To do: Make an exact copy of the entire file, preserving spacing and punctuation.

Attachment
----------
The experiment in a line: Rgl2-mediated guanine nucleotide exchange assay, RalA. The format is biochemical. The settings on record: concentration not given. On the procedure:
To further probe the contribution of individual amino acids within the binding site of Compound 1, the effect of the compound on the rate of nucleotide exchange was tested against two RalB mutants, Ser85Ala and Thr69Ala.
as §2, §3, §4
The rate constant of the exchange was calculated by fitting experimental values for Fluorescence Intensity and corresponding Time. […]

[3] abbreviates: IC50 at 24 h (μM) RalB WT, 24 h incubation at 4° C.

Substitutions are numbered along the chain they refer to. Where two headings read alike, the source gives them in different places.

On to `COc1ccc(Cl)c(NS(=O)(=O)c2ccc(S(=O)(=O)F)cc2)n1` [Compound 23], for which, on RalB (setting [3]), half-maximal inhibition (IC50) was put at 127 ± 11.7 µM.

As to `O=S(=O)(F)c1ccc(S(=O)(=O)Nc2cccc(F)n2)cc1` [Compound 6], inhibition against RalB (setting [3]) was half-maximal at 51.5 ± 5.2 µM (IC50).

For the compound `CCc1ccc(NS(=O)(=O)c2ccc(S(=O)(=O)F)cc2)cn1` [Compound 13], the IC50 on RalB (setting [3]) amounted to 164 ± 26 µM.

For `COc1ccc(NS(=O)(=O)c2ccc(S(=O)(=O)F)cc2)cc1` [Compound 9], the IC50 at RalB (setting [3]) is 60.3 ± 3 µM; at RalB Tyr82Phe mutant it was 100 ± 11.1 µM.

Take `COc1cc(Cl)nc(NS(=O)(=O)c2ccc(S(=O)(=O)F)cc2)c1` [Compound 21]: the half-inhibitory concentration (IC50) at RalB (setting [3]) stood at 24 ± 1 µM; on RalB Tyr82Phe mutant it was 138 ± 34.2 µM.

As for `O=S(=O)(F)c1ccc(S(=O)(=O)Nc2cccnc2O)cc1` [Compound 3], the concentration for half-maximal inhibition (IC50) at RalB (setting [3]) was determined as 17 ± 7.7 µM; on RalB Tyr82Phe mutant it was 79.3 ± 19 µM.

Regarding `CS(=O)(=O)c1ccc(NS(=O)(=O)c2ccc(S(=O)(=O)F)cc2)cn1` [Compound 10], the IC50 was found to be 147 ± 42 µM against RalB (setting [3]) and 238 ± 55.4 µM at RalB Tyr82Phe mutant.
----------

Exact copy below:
The experiment in a line: Rgl2-mediated guanine nucleotide exchange assay, RalA. The format is biochemical. The settings on record: concentration not given. On the procedure:
To further probe the contribution of individual amino acids within the binding site of Compound 1, the effect of the compound on the rate of nucleotide exchange was tested against two RalB mutants, Ser85Ala and Thr69Ala.
as §2, §3, §4
The rate constant of the exchange was calculated by fitting experimental values for Fluorescence Intensity and corresponding Time. […]

[3] abbreviates: IC50 at 24 h (μM) RalB WT, 24 h incubation at 4° C.

Substitutions are numbered along the chain they refer to. Where two headings read alike, the source gives them in different places.

On to `COc1ccc(Cl)c(NS(=O)(=O)c2ccc(S(=O)(=O)F)cc2)n1` [Compound 23], for which, on RalB (setting [3]), half-maximal inhibition (IC50) was put at 127 ± 11.7 µM.

As to `O=S(=O)(F)c1ccc(S(=O)(=O)Nc2cccc(F)n2)cc1` [Compound 6], inhibition against RalB (setting [3]) was half-maximal at 51.5 ± 5.2 µM (IC50).

For the compound `CCc1ccc(NS(=O)(=O)c2ccc(S(=O)(=O)F)cc2)cn1` [Compound 13], the IC50 on RalB (setting [3]) amounted to 164 ± 26 µM.

For `COc1ccc(NS(=O)(=O)c2ccc(S(=O)(=O)F)cc2)cc1` [Compound 9], the IC50 at RalB (setting [3]) is 60.3 ± 3 µM; at RalB Tyr82Phe mutant it was 100 ± 11.1 µM.

Take `COc1cc(Cl)nc(NS(=O)(=O)c2ccc(S(=O)(=O)F)cc2)c1` [Compound 21]: the half-inhibitory concentration (IC50) at RalB (setting [3]) stood at 24 ± 1 µM; on RalB Tyr82Phe mutant it was 138 ± 34.2 µM.

As for `O=S(=O)(F)c1ccc(S(=O)(=O)Nc2cccnc2O)cc1` [Compound 3], the concentration for half-maximal inhibition (IC50) at RalB (setting [3]) was determined as 17 ± 7.7 µM; on RalB Tyr82Phe mutant it was 79.3 ± 19 µM.

Regarding `CS(=O)(=O)c1ccc(NS(=O)(=O)c2ccc(S(=O)(=O)F)cc2)cn1` [Compound 10], the IC50 was found to be 147 ± 42 µM against RalB (setting [3]) and 238 ± 55.4 µM at RalB Tyr82Phe mutant.